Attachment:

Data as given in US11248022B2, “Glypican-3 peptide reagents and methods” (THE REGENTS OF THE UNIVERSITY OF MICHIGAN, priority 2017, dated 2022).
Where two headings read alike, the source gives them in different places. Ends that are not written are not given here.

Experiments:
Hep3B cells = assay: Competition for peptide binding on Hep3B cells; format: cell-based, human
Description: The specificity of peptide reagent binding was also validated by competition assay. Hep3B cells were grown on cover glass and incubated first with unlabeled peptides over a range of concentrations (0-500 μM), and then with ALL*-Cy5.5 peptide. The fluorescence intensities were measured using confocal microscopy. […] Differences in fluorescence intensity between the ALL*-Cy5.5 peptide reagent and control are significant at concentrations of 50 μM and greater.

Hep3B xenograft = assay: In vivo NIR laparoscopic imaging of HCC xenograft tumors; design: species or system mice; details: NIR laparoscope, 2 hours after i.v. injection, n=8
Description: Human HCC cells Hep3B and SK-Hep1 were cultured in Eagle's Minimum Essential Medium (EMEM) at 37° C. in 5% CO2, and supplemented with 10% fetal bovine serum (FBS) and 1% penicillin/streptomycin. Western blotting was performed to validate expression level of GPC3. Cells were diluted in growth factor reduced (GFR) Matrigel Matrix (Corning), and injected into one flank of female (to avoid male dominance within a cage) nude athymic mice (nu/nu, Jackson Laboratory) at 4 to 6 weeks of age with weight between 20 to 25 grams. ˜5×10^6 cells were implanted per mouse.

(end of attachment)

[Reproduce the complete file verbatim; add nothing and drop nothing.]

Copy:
Data as given in US11248022B2, “Glypican-3 peptide reagents and methods” (THE REGENTS OF THE UNIVERSITY OF MICHIGAN, priority 2017, dated 2022).
Where two headings read alike, the source gives them in different places. Ends that are not written are not given here.

Experiments:
Hep3B cells = assay: Competition for peptide binding on Hep3B cells; format: cell-based, human
Description: The specificity of peptide reagent binding was also validated by competition assay. Hep3B cells were grown on cover glass and incubated first with unlabeled peptides over a range of concentrations (0-500 μM), and then with ALL*-Cy5.5 peptide. The fluorescence intensities were measured using confocal microscopy. […] Differences in fluorescence intensity between the ALL*-Cy5.5 peptide reagent and control are significant at concentrations of 50 μM and greater.

Hep3B xenograft = assay: In vivo NIR laparoscopic imaging of HCC xenograft tumors; design: species or system mice; details: NIR laparoscope, 2 hours after i.v. injection, n=8
Description: Human HCC cells Hep3B and SK-Hep1 were cultured in Eagle's Minimum Essential Medium (EMEM) at 37° C. in 5% CO2, and supplemented with 10% fetal bovine serum (FBS) and 1% penicillin/streptomycin. Western blotting was performed to validate expression level of GPC3. Cells were diluted in growth factor reduced (GFR) Matrigel Matrix (Corning), and injected into one flank of female (to avoid male dominance within a cage) nude athymic mice (nu/nu, Jackson Laboratory) at 4 to 6 weeks of age with weight between 20 to 25 grams. ˜5×10^6 cells were implanted per mouse.